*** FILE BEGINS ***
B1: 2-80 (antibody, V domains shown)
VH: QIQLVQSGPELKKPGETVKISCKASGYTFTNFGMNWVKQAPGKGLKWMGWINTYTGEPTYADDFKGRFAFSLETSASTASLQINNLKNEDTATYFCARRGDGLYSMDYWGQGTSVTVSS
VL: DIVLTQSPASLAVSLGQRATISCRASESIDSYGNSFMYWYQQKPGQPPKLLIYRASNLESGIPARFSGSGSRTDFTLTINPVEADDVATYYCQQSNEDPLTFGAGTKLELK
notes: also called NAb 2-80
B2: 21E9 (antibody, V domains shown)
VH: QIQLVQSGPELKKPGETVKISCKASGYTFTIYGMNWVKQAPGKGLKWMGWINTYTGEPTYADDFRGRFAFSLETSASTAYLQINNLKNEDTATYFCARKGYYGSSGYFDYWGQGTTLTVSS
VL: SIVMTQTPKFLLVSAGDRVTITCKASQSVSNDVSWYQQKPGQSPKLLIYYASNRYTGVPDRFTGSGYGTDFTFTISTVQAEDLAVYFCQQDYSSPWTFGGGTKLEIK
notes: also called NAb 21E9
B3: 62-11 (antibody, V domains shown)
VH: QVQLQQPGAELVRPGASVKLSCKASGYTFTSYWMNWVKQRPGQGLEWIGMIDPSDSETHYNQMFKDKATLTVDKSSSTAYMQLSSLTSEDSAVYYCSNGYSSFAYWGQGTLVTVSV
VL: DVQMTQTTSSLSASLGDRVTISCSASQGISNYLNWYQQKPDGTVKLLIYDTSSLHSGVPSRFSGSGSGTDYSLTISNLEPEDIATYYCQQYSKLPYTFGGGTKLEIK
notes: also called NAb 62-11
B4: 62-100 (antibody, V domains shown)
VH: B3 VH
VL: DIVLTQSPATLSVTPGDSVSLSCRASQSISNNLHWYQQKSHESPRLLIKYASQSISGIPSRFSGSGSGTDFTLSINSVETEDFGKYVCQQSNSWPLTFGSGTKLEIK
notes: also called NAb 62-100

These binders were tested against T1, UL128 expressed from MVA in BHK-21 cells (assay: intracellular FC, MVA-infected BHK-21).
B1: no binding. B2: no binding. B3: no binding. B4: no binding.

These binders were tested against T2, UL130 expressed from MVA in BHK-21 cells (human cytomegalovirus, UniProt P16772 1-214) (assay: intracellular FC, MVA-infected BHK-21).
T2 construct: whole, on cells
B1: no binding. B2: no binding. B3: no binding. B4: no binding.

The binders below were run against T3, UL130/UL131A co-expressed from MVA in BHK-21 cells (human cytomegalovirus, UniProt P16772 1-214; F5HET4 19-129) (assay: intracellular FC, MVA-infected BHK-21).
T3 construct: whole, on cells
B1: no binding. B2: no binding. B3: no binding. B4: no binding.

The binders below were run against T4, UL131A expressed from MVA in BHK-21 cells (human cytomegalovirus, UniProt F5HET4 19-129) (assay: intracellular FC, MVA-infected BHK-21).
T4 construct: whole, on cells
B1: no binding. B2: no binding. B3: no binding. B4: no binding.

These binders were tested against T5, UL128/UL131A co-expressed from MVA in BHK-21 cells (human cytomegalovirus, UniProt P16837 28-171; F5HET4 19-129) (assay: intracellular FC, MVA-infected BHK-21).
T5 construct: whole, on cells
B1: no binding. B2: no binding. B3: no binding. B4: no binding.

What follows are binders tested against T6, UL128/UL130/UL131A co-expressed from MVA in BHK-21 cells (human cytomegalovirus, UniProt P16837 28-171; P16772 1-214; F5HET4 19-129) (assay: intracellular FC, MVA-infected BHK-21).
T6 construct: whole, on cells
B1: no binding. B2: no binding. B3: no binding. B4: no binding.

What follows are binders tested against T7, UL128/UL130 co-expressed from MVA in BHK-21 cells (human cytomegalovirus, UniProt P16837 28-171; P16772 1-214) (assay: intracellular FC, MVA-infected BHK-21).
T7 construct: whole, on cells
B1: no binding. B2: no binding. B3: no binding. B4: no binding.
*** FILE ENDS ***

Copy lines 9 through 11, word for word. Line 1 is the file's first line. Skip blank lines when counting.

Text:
B3: 62-11 (antibody, V domains shown)
VH: QVQLQQPGAELVRPGASVKLSCKASGYTFTSYWMNWVKQRPGQGLEWIGMIDPSDSETHYNQMFKDKATLTVDKSSSTAYMQLSSLTSEDSAVYYCSNGYSSFAYWGQGTLVTVSV
VL: DVQMTQTTSSLSASLGDRVTISCSASQGISNYLNWYQQKPDGTVKLLIYDTSSLHSGVPSRFSGSGSGTDYSLTISNLEPEDIATYYCQQYSKLPYTFGGGTKLEIK